Sunday

“Keep awake therefore, for you do not know on what day your Lord is coming.” (v. 42)

Matthew 24:36-44 Sunday 27 November 2016

Psalm: Psalm 122


Background

As Advent dawns we hear an alarm call. The days are short anddark (in the northern hemisphere) but we must wake up and bewatchful. "Watch and pray" urges the chant from Taizé (Singing the Faith 780), usingwords from the Garden of Gethsemane (Matthew 26:36) when Jesus calls upon hisdisciples to remain with him, to watch and to pray. As the Churchbegins the Advent penitential journey towards Christmas, it is nobad thing to be reminded that watchfulness is a mark ofdiscipleship at any time of the year.

Matthew's Gospel sets this passage at the end of a series ofdetailed prophecies about the end of the age, and just before threelong parables which are also about the 'end times' (oreschatology). Throughout the chapter the dominant theme ofwatchfulness is set against a background which can only bedescribed as universal ignorance. Whereas we might have expectedthe teaching on the end times (Matthew 24:1-35) to culminate in some idea ofwhen this might occur, instead we discover that no-one knows thedate. Not humans, not angels, not Jesus, only "the Father" (v.36).

The climactic, unexpected nature of this coming event iscompared to the days of Noah when the people "knew nothing untilthe flood came and swept them all away" (v. 39). Noah's generationare here depicted, not as the sinful brood of Genesis 6:5-8 but as engaged in the necessary,natural activities of eating, drinking and marrying. Like1st-century Jews, like 21st-century Christians, they were goingabout normal life, with no idea of what was about to take place.The same could happen at any time, Jesus implies, men workingtogether in the field, women working together in the home could,with no warning, find themselves divided - one taken, one left(verses 40-41). So the charge is to keep awake because, as Jesusmakes very plain in a direct statement to his hearers: "You do notknow on which day your Lord is coming."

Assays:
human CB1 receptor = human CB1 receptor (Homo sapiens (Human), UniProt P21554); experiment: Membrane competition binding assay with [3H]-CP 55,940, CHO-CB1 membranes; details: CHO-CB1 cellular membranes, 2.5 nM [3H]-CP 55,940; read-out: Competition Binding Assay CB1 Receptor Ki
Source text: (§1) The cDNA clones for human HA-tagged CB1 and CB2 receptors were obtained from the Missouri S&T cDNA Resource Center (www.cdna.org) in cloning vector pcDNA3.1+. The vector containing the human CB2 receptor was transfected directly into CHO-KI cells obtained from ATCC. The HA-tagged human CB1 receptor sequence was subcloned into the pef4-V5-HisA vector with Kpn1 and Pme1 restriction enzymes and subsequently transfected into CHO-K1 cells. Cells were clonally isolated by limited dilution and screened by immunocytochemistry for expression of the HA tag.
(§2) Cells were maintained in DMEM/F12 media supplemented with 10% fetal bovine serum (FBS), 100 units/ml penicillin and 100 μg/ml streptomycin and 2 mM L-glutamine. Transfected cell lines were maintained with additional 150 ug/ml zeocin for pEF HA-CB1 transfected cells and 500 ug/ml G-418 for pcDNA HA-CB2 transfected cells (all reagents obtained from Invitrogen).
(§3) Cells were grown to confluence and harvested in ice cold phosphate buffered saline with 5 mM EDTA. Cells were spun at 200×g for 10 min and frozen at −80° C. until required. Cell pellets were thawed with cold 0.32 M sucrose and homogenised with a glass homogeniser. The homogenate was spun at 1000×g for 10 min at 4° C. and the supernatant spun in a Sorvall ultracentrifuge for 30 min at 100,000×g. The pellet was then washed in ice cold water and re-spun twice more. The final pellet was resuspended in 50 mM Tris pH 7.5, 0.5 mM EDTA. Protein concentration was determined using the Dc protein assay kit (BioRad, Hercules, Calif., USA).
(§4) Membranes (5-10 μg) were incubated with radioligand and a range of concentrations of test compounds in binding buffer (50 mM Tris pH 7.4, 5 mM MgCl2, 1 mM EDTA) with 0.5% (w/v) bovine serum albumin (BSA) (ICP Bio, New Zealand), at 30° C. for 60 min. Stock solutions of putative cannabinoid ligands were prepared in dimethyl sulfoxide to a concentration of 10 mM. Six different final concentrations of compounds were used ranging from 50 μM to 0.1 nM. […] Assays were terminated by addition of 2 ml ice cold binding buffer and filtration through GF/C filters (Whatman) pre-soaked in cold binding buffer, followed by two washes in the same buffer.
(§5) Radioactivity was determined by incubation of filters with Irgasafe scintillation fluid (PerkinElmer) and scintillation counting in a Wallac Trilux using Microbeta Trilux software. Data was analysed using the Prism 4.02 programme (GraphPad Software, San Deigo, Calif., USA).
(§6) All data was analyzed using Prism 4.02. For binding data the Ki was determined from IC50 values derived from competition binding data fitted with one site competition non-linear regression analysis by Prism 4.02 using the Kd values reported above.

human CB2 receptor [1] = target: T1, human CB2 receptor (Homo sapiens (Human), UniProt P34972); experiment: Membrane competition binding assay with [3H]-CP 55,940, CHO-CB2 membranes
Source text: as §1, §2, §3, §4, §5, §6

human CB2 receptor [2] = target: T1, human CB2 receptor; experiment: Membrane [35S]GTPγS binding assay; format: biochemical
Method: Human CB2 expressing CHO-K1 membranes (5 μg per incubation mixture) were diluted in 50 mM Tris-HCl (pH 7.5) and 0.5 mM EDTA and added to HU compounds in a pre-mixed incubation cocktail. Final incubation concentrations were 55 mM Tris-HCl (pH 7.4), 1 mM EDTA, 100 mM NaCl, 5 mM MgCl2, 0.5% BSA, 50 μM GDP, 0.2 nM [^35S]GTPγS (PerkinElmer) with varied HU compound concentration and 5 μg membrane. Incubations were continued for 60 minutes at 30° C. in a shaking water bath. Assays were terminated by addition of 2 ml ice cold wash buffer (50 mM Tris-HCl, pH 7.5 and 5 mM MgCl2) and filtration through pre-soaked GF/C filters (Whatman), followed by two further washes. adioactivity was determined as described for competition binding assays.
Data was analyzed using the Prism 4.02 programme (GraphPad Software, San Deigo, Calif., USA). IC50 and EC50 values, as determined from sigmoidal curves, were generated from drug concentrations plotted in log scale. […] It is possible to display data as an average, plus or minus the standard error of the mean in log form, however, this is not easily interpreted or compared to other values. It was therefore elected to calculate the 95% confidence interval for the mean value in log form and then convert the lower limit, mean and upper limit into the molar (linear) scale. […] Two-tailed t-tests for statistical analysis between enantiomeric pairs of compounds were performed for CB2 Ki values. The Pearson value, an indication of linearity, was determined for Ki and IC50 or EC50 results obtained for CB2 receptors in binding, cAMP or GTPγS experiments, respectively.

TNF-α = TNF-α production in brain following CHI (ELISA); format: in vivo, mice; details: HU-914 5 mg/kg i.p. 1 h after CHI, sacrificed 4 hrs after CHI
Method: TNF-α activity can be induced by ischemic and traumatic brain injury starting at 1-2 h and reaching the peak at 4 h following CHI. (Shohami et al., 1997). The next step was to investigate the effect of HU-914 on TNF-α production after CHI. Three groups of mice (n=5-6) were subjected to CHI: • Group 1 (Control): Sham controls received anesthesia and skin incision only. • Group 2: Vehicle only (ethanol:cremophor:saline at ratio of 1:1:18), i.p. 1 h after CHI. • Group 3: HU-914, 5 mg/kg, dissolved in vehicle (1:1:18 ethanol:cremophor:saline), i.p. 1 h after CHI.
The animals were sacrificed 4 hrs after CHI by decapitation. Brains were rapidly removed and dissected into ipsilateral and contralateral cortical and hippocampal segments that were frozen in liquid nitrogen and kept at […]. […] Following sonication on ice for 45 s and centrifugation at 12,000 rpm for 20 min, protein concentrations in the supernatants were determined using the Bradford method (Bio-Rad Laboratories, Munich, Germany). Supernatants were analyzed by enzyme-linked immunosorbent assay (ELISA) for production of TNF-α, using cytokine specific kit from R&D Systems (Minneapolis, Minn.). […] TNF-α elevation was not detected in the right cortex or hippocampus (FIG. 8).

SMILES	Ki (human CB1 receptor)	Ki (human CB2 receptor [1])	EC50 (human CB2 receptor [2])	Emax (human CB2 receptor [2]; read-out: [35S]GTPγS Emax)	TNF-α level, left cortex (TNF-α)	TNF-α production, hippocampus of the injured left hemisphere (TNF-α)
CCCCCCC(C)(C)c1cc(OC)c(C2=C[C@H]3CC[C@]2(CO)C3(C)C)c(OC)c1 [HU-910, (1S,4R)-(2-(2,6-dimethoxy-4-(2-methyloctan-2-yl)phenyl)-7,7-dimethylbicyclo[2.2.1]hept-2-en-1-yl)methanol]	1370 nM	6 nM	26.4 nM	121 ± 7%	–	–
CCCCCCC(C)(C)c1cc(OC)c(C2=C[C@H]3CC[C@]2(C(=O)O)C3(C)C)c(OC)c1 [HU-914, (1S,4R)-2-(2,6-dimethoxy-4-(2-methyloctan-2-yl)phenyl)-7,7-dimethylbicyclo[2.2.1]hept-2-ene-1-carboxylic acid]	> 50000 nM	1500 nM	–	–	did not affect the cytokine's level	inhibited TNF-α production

In the final illustration, that of housebreaking, there is somesuggestion that, although the timing of the coming is unknown,wakefulness and watchfulness can pre-empt disaster. Jesus is notsaying that his coming will violate, as a thief's does, but ratherthat it will be as sudden and unannounced as a burglary. The onlyway to prepare for an unexpected arrival is to be ready all thetime.


To Ponder

  • This first week in Advent (the first week of the new liturgicalyear) has been given the theme 'Justice and Sacrifice'. Try tospend a few moments each day reflecting on those two words.
  • The normal activities of life are not judged or prohibited inthis passage, all of us are engaged in such ways most of the time.But how can you cultivate an 'inner watchfulness', listening to theSpirit, even as you go about your business?
  • What are the 'holy habits' or spiritual disciplines which mighthelp you to remain alert and watchful during this Advent (andbeyond)? 


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